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The aim of this blog is to connect fly-tyers all over the world, to share, techniques, patterns, information and knowledge.

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British Fly Fair International 2019

At this years BFFI I will be demonstrating wing and body techniques.


This weekend Saturday 9th & Sunday 10th February
I will be tying on the Veniard stand at BFFI.
If you have an opportunity to visit the show please do. For fly tyers its the best show around, with over 80 individual exhibitors.
https://www.bffi.co.uk
Just check out the website above with tons of materials for sale and the famous fly tyer row with over 50 world class fly tyers from all over Europe and North America, who will be tying all day, each day.
If any of you intend to go call in and say hello and I’ll be happy to tie a fly for you.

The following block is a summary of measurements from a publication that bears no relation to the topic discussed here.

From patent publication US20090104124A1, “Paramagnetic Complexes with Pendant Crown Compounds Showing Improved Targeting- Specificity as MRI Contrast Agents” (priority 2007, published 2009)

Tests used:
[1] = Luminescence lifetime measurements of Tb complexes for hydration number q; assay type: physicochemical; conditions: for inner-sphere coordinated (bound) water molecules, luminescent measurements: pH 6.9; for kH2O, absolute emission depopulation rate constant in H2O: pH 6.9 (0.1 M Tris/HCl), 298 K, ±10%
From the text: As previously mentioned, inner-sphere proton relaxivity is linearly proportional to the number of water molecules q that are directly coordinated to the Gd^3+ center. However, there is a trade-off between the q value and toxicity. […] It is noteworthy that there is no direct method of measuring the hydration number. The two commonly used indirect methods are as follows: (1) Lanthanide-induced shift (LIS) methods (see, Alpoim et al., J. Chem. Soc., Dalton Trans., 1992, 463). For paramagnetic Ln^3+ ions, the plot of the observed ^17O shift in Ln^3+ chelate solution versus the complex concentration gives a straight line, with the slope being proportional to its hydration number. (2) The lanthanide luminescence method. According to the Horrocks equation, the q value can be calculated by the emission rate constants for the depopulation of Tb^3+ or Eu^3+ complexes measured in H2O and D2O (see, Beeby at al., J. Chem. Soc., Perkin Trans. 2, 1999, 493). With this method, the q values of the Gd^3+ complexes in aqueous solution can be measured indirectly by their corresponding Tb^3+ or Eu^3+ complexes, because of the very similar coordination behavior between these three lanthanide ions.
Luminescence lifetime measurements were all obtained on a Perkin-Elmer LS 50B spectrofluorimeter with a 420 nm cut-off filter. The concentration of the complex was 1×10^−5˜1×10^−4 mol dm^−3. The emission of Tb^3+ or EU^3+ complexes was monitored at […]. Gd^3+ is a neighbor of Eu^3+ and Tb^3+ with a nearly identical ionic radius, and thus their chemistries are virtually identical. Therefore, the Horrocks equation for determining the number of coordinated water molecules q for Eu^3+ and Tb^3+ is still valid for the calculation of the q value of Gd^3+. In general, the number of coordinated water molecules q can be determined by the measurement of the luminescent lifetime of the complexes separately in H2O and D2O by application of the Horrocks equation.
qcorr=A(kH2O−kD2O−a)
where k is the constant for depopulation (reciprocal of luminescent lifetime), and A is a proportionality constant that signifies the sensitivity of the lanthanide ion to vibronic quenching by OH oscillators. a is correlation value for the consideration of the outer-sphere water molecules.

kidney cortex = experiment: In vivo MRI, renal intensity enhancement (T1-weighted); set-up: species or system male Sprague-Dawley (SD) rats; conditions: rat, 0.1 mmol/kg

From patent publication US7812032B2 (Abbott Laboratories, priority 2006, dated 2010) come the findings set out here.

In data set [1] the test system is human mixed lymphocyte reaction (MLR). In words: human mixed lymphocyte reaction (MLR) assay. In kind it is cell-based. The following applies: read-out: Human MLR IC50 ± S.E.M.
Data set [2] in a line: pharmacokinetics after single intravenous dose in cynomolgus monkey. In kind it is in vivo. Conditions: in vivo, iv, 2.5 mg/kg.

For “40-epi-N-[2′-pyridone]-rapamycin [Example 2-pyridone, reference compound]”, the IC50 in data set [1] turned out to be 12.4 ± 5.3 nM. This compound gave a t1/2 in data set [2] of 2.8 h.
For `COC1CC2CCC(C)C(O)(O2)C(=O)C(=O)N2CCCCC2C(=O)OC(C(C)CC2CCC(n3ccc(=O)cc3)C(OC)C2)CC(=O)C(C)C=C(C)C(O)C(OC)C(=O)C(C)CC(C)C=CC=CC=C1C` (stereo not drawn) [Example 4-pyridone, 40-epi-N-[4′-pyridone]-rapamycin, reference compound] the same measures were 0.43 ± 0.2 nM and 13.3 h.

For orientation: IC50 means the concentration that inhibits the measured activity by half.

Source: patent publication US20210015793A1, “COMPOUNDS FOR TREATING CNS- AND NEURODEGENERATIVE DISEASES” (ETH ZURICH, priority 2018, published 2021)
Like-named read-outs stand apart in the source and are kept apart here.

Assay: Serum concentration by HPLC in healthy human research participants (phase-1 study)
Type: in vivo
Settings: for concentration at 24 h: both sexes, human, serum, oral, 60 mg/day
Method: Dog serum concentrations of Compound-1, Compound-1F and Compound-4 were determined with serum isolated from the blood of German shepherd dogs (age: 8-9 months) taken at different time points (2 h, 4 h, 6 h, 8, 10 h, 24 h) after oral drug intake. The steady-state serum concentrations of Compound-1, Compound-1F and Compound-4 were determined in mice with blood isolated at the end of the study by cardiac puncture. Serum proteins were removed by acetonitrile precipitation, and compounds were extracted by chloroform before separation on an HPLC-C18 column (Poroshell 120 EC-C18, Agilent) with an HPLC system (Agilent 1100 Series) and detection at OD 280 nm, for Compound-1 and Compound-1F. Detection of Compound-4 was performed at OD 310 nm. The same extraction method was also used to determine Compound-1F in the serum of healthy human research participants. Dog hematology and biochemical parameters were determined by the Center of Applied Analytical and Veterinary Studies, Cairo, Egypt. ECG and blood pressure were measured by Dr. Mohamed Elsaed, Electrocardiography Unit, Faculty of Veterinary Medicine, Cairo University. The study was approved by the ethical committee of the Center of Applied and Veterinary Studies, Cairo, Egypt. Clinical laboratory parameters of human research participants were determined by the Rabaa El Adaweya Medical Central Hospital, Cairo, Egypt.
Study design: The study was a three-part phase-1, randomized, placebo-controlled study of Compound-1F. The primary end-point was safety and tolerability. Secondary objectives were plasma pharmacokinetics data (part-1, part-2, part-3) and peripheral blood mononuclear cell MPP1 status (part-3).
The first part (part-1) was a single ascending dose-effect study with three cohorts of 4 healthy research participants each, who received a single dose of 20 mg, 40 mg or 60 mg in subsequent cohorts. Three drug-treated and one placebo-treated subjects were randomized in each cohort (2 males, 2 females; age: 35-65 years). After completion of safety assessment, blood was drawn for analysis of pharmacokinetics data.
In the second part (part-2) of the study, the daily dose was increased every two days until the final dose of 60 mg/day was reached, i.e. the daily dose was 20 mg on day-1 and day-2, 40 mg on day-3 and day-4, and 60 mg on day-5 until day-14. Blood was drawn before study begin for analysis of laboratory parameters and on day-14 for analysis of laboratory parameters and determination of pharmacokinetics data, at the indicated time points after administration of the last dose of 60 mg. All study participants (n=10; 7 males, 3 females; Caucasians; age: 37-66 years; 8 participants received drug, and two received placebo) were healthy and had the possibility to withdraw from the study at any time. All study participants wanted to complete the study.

I hope to see you there!

BFFI 2019 will be held at:
Staffordshire County Showground ST18 0BD
9th and 10th February
9.30am – 4.30pm
The UK’s Premier Fly Fishing Show
Admission on the door
£12 – 1 Day or £20 – 2 Days
All accompanied under 16s free entry.

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The burnt wing sedge

A quick little semi realistic caddis pattern with burnt feather wings, for those of you that like that little extra. One of my subscribers very kindly sent me a set of Renzetti wing burners, something that I haven’t used for years, but I have found going back to these lovely little tools a load of fun. This is the first of a few I intend to tie over the next few months. If you haven’t used wing burners I can really recommend it. I have sent Renzetti a couple of e mails asking about availability but with no reply.

Wally wing mayfly spinner